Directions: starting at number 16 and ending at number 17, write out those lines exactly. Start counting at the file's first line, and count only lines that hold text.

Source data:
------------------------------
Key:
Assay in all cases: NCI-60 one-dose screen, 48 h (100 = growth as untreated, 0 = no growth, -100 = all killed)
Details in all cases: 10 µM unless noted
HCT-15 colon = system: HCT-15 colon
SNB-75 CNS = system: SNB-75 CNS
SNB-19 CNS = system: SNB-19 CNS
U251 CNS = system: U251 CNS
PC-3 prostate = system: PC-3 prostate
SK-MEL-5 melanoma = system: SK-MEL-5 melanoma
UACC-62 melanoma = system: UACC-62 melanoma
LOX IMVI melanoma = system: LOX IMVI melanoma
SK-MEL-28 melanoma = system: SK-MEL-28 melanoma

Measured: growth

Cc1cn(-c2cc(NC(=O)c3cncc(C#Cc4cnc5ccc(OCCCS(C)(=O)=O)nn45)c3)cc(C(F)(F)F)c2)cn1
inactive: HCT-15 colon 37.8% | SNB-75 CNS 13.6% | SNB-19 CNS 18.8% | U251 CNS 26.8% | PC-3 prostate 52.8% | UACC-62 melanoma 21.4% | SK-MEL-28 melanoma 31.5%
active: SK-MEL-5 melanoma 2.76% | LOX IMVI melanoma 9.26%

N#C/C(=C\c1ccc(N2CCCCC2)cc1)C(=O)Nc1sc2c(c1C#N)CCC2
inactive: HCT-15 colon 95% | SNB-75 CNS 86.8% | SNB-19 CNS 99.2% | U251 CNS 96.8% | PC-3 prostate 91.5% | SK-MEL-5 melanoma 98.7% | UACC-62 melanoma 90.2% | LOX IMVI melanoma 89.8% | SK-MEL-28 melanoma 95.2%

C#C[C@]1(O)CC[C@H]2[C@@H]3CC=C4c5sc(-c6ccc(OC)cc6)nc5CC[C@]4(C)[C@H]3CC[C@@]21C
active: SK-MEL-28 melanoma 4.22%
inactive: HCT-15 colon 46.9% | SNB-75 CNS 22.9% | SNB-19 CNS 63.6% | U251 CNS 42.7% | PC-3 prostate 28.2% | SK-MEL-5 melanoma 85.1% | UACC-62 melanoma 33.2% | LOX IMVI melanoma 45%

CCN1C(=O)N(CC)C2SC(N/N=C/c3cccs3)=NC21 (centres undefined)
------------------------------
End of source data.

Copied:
active: SK-MEL-5 melanoma 2.76% | LOX IMVI melanoma 9.26%

N#C/C(=C\c1ccc(N2CCCCC2)cc1)C(=O)Nc1sc2c(c1C#N)CCC2